Types of Mobile Engagements and Applications
It also speaks to my research as I am focusing on mobile learning in the Humanities in Korean universities (amongst graduate students, if you require more granularity). The type of work conducted in the Humanities, essay construction, multimedia work, peer review, can oscillate quite dramatically from individualized to socialized activity and the transactional distance can oscillate as well. At times, you interact consistently with both university and faculty, at times with one or the other, and at times, neither. Mobile learning can look to create resilience in the learner in navigating that terrain.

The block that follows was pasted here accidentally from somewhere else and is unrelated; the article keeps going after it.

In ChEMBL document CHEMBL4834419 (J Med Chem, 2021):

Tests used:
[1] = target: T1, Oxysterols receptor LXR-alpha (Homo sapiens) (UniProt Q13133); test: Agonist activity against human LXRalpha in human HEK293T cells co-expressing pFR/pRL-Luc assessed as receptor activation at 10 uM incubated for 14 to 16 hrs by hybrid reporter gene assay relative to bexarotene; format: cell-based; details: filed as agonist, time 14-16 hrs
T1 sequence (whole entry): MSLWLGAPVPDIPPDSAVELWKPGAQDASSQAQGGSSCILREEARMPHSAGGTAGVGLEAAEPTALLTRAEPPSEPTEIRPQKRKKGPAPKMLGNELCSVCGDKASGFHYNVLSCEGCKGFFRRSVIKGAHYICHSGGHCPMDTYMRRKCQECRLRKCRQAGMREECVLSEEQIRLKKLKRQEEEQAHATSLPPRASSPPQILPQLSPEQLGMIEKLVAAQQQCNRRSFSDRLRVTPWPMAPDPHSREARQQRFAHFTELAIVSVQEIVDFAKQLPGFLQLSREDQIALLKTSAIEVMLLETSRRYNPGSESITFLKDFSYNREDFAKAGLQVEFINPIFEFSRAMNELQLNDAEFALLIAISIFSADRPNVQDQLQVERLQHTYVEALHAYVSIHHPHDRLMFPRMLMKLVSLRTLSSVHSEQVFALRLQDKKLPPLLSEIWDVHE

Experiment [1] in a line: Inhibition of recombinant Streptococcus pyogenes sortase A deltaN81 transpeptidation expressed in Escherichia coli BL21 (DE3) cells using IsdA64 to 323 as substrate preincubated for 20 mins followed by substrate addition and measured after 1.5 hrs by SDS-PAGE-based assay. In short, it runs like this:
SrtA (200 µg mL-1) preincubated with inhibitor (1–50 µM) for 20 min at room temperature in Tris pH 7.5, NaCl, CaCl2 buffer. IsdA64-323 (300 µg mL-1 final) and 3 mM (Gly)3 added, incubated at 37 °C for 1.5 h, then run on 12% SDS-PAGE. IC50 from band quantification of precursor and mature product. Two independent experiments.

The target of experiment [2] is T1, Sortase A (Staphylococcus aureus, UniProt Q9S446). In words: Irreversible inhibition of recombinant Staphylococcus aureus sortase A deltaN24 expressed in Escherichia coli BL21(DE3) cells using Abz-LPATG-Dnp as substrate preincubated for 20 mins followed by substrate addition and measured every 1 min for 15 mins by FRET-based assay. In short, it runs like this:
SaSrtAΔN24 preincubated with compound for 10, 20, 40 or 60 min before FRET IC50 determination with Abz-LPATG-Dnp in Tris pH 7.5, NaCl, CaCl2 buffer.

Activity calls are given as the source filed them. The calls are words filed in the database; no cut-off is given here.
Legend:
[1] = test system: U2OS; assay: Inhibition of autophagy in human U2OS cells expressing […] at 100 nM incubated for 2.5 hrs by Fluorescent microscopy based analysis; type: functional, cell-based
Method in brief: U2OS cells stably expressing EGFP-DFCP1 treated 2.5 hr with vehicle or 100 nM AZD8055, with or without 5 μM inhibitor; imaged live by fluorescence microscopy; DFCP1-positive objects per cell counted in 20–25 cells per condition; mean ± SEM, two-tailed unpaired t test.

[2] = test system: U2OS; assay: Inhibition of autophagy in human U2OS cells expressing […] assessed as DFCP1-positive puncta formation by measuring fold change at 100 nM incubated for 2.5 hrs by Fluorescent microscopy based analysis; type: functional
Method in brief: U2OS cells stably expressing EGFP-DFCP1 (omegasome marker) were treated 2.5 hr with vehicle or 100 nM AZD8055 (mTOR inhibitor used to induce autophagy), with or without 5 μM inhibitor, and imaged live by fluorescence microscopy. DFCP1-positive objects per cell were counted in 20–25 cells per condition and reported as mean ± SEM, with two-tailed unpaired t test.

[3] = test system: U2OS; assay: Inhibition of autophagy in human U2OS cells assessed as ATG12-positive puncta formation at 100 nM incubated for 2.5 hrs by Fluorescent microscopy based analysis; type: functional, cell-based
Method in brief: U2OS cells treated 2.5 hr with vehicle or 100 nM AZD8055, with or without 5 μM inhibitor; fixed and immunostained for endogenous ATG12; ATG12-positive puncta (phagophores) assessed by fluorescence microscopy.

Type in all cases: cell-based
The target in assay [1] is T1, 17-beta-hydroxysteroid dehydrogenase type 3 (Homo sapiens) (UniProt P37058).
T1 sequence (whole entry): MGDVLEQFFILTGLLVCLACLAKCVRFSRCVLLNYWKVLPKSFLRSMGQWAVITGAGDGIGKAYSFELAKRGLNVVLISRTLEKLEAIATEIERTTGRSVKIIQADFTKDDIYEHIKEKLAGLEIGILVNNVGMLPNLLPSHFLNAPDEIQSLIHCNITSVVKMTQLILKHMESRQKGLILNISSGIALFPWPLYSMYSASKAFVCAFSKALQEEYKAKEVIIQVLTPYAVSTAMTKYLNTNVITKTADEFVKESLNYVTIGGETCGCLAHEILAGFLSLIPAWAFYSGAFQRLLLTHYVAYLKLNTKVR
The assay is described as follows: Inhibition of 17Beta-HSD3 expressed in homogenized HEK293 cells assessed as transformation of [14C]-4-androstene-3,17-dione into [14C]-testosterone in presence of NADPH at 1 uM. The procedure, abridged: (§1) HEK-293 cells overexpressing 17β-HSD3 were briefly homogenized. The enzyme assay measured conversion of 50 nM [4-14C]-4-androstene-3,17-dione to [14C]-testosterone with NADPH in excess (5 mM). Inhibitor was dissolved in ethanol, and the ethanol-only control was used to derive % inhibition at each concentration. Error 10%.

So right now I am doing some preliminary sketches of Korean universities and their mobile development, including Seoul National University, Yonsei University, Korea University, Hankuk University of Foreign Studies, and Korea National Open University (KNOU), which is a juggernaut in the elearning/mlearning field in Korea (and a juggernaut of an open university-approximately 200,000 students enrolled). After a review of their formal mobile learning applications (and some review of their research centers with a mobile angle), I see considerable experimentation in the four categorizations that Park (2011) presented in terms of interactional distance and socialized and individualized activity.
- High transactional distance socialized m-learning-these category would include mobile learning that includes a close faculty connection with high levels of social interactions. This would include several of the KNOU examples as listed in the previous section.